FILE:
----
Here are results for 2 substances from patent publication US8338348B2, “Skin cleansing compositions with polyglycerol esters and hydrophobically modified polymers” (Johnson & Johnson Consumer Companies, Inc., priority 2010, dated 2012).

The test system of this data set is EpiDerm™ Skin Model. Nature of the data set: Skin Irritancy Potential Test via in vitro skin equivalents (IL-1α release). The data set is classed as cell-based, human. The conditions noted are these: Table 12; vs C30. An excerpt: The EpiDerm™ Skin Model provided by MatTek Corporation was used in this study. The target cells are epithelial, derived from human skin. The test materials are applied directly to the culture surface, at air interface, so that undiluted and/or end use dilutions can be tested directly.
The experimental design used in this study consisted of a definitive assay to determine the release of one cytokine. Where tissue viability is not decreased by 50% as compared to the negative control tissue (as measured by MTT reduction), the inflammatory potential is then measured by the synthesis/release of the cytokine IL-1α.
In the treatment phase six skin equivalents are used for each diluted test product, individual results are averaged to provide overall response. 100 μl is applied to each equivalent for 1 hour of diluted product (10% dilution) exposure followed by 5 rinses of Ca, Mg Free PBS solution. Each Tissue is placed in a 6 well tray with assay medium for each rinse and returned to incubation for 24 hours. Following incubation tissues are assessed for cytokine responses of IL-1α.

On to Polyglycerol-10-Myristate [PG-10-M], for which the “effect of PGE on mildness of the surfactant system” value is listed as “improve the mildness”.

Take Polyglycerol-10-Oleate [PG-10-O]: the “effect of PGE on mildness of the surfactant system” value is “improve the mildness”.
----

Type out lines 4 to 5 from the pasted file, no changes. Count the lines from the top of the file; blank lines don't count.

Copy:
In the treatment phase six skin equivalents are used for each diluted test product, individual results are averaged to provide overall response. 100 μl is applied to each equivalent for 1 hour of diluted product (10% dilution) exposure followed by 5 rinses of Ca, Mg Free PBS solution. Each Tissue is placed in a 6 well tray with assay medium for each rinse and returned to incubation for 24 hours. Following incubation tissues are assessed for cytokine responses of IL-1α.

On to Polyglycerol-10-Myristate [PG-10-M], for which the “effect of PGE on mildness of the surfactant system” value is listed as “improve the mildness”.